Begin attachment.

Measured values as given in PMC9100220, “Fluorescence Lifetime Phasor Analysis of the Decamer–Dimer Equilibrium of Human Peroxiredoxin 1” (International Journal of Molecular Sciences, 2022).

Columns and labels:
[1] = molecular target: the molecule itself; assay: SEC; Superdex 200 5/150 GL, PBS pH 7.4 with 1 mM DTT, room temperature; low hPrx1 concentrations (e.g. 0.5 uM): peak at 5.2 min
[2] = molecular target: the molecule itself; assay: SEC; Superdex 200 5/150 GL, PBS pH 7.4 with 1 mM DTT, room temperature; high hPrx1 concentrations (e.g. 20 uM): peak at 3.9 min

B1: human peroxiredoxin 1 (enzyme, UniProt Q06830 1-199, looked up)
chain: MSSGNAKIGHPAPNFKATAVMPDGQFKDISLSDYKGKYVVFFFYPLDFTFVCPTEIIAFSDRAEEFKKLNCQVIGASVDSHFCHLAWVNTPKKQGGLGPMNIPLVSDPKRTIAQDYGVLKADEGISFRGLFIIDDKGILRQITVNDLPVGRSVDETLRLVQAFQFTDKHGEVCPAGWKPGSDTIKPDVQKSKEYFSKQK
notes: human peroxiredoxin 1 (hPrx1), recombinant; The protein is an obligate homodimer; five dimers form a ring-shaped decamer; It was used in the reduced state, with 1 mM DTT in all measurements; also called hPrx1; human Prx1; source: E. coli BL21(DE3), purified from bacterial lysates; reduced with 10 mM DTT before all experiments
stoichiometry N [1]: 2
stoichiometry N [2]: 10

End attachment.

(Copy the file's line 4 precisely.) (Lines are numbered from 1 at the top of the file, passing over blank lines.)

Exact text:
[2] = molecular target: the molecule itself; assay: SEC; Superdex 200 5/150 GL, PBS pH 7.4 with 1 mM DTT, room temperature; high hPrx1 concentrations (e.g. 20 uM): peak at 3.9 min